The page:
Janet Mills orders Mainers to stay home through April

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AUGUSTA — Warning that “more people will die,” Gov. Janet Mills on Tuesday ordered Mainers to stay home except to shop for necessities or to go to jobs deemed essential through April, putting Maine among a majority of states to take similar action to fight the coronavirus.


The Democratic governor has taken a step-by-step approach on actions limiting social contact since Maine announced its first confirmed case of the virus less than three weeks ago. She declared an emergency in mid-March and later banned dine-in restaurant service and social gatherings of more than 10. Last week, she closed public-facing nonessential businesses.


The order came on Tuesday, just after state health officials reported 303 cases and five deaths from the virus in Maine. It will be effective Thursday and places Maine among a group of 29 states that have issued stay-at-home orders, according to the Kaiser Family Foundation.


“This virus will continue to sicken people across our state. Our cases will only grow, and more people will die,” Mills said at a news conference. “I say this to be direct, to be as honest with you as I can because saving lives will depend on us.”


Mills mandated that residents not leave their homes except for essential jobs or purchases. Businesses including grocery stores, pharmacies and health care providers will stay open. Portland and South Portland issued similar orders last week that include fines for if people caught violating the order. Bangor has also issued a type of stay-in-place order.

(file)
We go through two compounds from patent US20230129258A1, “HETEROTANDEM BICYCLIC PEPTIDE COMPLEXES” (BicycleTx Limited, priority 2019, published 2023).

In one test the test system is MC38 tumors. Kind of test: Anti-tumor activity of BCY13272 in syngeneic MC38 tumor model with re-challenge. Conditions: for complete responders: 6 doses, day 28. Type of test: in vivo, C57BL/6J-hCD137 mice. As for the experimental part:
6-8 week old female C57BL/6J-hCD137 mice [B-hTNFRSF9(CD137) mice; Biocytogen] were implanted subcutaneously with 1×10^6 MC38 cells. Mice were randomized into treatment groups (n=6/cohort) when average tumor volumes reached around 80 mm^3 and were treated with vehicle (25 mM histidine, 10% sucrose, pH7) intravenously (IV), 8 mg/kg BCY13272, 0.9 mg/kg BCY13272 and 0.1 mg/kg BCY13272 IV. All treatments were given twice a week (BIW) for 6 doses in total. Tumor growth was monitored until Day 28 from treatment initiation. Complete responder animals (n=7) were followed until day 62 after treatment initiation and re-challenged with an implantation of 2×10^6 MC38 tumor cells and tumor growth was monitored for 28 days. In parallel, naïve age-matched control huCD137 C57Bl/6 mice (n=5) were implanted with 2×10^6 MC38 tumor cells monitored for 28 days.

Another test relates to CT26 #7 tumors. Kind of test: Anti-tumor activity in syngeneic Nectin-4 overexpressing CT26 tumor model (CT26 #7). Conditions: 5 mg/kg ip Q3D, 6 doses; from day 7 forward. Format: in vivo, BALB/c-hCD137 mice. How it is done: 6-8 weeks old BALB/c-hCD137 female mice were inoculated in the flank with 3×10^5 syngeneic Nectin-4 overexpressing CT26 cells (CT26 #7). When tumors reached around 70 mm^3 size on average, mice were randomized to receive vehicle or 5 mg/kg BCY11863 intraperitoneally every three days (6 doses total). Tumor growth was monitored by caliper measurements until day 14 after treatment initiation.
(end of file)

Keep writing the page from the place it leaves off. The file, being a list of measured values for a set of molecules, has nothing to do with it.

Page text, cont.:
Mainers are allowed to leave their homes for exercise as long as they keep at least 6 feet from people outside their household. People can also travel to care for family members. The order also limits the use of public transportation for anything but essential purposes and limits vehicle travel to people in the same household.


Mills’ order also carried significant restrictions for stores allowed to remain open. Convenience stores must limit the number of customers in the store at one time to five. Grocery stores such as Hannaford must limit them to 75. Large stores including Walmart must limit them to 100 while installing protective shields between customers and clerks.


Maine Center for Disease Control and Prevention Director Nirav Shah said Tuesday his department was working with the governor’s office as to whether it should extend Mills’ order to close nonessential businesses, which was set to expire next week but is now extended to be in line with Mills’ most recent order.


Shah said it was “almost inevitable” the virus would spread to every corner of the state. But he also said population density plays a part in the spread of the virus, echoing a previous statement earlier this month that “Maine is not Manhattan.” It referred to New York City’s status as an outbreak epicenter and a population in Manhattan that is 21 times denser than Portland.


Shah told reporters on Tuesday that “we have to keep compliance in mind” when considering such measures, and noted the state has not determined whether its social distancing recommendations are having an effect. He noted that research using cellphone data has shown Mainers are decreasing travel, though he didn’t endorse the methodology.

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